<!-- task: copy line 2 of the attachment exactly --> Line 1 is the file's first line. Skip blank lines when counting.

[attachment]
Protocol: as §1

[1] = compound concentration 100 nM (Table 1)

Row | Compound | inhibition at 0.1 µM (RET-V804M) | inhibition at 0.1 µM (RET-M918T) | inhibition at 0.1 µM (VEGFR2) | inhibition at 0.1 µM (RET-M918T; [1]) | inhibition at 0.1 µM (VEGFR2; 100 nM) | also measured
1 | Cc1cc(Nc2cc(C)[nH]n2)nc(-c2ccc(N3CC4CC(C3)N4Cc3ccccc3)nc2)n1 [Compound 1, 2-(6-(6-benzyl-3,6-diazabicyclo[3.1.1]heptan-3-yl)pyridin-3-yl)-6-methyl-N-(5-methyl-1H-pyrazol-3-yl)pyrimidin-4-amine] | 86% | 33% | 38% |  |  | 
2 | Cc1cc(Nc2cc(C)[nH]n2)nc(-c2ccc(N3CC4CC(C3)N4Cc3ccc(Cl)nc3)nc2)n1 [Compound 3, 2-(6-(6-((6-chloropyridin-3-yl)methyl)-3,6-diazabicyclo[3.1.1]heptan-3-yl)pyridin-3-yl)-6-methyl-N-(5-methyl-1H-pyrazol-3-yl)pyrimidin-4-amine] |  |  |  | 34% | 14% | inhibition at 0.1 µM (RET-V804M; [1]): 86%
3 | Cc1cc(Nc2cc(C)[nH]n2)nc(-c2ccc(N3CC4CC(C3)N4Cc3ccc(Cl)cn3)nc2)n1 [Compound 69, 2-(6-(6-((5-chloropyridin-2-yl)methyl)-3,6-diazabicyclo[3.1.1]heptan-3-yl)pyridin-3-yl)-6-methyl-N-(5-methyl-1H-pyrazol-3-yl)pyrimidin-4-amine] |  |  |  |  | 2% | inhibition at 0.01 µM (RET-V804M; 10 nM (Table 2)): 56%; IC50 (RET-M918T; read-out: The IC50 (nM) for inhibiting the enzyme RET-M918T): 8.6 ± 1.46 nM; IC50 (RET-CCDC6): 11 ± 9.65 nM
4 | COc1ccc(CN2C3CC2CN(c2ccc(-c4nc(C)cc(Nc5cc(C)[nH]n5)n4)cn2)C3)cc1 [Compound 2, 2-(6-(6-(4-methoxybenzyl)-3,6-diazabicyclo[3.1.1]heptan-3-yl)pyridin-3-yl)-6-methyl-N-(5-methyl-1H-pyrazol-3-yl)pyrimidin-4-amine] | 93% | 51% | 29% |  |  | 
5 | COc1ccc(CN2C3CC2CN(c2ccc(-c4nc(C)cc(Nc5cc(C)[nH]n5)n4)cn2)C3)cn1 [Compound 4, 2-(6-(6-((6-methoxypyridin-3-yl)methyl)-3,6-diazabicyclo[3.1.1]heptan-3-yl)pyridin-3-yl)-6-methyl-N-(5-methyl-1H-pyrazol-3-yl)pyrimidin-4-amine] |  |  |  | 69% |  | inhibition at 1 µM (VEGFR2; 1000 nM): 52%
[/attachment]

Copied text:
[1] = compound concentration 100 nM (Table 1)